And from thence they both went to Gelli Wic, in Cornwall, and took the leash made of Dillus Farfawc's beard with them, and they gave it into Arthur's hand. Then Arthur composed this Englyn;

Cai made a leash Of Dillus ab Eurei's beard. Were he alive, your death he'd be.
And Cai was angry, so that the warriors of the Island could scarcely make peace between Cai and Arthur. And afterwards, neither in Arthur's troubles, nor for the slaying of his men, would Cai come forward to his aid for ever after.

Said Arthur, "Which of the marvels is it best for us now to seek?" "It is best for us to seek Drudwyn, the cub of Greid ab Eri."

A little while before this, Creiddylad the daughter of Llud Llaw Ereint, and Gwythyr ap Greidawl, were betrothed. And before she had become his bride, Gwyn ap Nudd came and carried her away by force; and Gwythyr ap Greidawl gathered his host together, and went to fight with Gwyn ap Nudd. But Gwyn overcame him, and captured Greid ab Eri, and Glinneu ap Taran, and Gwrgwst Ledlwm, and Dynfarth his son. And he captured Penn ap Nethawg, and Nwython, and Cyledyr Wyllt his son. And they slew Nwython, and took out his heart, and forced Cyledyr to eat the heart of his father. And as a result Cyledyr became mad. When Arthur heard of this, he went to the North, and summoned Gwyn ap Nudd before him, and set free the nobles whom he had put in prison, and made peace between Gwyn ap Nudd and Gwythyr ap Greidawl. And this was the peace that was made; that the maiden should remain in her father's house, without advantage to either of them, and that Gwyn ap Nudd and Gwythyr ap Greidawl should fight for her every first of May, from then until the day of doom, and that whichever of them should then be conqueror should have the maiden.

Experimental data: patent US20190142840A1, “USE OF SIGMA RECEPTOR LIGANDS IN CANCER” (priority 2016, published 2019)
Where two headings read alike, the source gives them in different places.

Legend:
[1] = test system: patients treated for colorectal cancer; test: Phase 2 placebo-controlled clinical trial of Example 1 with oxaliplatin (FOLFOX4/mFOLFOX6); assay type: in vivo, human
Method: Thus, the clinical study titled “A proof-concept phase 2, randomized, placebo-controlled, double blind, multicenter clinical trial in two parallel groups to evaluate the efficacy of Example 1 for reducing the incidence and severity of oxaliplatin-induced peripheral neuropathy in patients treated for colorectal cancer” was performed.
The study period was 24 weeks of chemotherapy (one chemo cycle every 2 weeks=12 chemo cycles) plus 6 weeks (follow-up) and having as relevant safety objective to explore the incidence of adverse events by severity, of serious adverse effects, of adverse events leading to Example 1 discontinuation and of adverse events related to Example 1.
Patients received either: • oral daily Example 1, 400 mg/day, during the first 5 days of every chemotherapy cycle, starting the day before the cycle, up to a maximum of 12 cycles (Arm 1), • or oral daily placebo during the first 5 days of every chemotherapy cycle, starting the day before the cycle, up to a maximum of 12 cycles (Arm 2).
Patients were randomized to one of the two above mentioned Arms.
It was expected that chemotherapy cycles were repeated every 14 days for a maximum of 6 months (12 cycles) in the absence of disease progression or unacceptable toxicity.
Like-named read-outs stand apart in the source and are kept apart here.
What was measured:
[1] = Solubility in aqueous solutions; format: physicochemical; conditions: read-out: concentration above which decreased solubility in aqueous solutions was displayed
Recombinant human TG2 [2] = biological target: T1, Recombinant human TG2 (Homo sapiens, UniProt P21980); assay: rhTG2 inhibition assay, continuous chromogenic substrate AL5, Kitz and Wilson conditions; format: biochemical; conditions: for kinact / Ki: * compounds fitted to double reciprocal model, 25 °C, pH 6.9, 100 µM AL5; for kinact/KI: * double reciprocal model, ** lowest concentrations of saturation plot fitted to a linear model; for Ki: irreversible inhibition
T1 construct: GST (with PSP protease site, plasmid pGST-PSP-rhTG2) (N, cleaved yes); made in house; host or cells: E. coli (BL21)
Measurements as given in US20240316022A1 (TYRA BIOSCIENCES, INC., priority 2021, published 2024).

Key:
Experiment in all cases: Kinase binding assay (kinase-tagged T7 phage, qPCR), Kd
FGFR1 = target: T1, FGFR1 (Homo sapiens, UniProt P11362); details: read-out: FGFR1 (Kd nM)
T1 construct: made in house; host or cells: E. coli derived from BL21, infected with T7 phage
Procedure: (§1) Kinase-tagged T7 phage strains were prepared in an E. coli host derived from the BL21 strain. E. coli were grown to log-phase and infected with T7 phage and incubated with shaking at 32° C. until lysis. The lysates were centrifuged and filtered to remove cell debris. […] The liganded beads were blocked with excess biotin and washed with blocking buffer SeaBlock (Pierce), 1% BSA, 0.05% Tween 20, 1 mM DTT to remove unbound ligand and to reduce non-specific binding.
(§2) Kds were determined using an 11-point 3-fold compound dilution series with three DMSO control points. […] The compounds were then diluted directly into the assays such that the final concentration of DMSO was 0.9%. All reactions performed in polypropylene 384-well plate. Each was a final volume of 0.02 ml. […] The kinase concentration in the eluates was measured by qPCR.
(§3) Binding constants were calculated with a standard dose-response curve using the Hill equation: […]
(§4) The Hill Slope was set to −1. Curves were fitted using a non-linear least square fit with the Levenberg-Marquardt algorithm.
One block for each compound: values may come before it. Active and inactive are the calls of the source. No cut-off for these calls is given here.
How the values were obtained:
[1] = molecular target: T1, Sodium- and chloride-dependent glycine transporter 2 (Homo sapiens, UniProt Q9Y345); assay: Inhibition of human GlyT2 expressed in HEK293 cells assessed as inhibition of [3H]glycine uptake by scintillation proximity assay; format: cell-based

And when Arthur had thus reconciled these chieftains, he obtained Mygdwn, Gweddw's horse, and the leash of Cwrs Cant Ewin.

And after that Arthur went into Armorica, and with him Mabon ap Mellt, and Gware Gwallt Euryn, to seek the two dogs of Glythmyr Ledewic. And when he had got them, he went to the West of Ireland, in search of Gwrgi Seferi; and Odgar mac Aedd king of Ireland, went with him. And thence went Arthur into the North, and captured Cyledyr Wyllt; and he went after Yscithyrwyn Benbaedd. And Mabon ap Mellt came with the two dogs of Glythmyr Ledewic in his hand, and Drudwyn, the cub of Greid ab Eri. And Arthur went himself to the chase, leading his own dog Cafall. And Caw, of North Britain, mounted Arthur's mare Llamrei, and was first in the attack. Then Caw, of North Britain, wielded a mighty axe, and absolutely daring he came valiantly up to the boar, and broke his head in two. And Caw took away the tusk. Now the boar was not slain by the dogs that Yspaddaden had mentioned, but by Cafall, Arthur's own dog.

To the seventh and final part of Culhwch ac Olwen